We were also very pleased to see tremendous investments in Indigenous, Métis, and Inuit students through individualized education strategies, specialized skills and employment training, mental wellness initiatives, increased grants and bursaries, and investments in Arctic and northern education. We hope this will be the first step in adopting all of the Truth and Reconciliation Commission’s Calls to Action, especially providing adequate funding to end the backlog of First Nations students seeking a post-secondary education. In 2018, the Assembly of First Nations identified 36,901 students who were eligible but unable to access government funding to attend a post-secondary institution. Increasing meaningful and sustained access to post-secondary education for First Nations, Métis and Inuit communities is an important step in the ongoing journey towards reconciliation.
Students are also pleased with the investments in graduate student research, including those to the Canada Graduate Scholarship Program, which will create 500 more master’s level scholarship awards and 167 more doctoral scholarship awards annually. These investments will give more students the chance to contribute to Canada’s growth and prosperity through innovative research. We hope that this will open the door for further support for graduate students, through grants for those who need it.
Finally, we were encouraged to see increased investments in paid work-integrated learning opportunities. This includes the projected increase of 84,000 new job placements as well as an expansion to offer opportunities to students in the arts, humanities and social science fields. In our recent paper, Shared Perspectives: A Joint Publication on Preparing Students for the Workforce, student organizations across the country shared their expertise on the benefits of work-integrated learning, including the added skills and long-term salary benefits for students who participate in these programs. We trust the implementation of this program will support marginalized students, who encounter additional barriers in accessing these opportunities. In an effort for further inclusion, these opportunities must also include streamlined access for international students. As stated in our Pre-Budget Submission, CASA recommends that the federal government remove the requirement for international students to seek an additional work permit to pursue co-op and internship opportunities, and instead allow this work under the international student study permit.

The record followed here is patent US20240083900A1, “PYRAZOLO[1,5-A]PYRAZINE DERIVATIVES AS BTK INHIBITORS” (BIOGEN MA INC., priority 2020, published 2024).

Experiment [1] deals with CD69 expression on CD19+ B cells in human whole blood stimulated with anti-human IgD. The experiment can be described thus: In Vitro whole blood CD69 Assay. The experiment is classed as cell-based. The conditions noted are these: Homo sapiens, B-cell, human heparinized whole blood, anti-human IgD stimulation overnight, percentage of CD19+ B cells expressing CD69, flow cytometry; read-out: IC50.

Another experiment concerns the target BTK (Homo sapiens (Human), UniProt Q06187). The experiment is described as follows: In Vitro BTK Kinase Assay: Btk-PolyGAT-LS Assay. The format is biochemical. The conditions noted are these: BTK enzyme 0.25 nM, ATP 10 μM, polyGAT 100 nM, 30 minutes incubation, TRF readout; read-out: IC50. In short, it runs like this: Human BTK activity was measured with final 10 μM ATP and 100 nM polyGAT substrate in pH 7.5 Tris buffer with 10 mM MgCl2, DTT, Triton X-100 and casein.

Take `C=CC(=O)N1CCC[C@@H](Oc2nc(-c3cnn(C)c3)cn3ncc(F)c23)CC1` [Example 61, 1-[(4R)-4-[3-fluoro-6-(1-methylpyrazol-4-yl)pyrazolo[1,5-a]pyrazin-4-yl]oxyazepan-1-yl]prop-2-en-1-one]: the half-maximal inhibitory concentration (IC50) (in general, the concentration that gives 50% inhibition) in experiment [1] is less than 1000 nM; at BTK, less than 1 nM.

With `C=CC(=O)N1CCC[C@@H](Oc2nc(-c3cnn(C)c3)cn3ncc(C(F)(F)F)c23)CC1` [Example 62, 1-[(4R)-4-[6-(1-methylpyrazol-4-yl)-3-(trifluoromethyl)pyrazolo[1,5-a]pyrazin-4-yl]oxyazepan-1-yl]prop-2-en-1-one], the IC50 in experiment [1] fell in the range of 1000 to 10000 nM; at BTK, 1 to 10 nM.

I would like to thank you again for the opportunity to discuss bill C-97 and student impressions on Budget 2019’s investments in student financial aid, Indigenous students, graduate students and work-integrated learning. I look forward to your questions."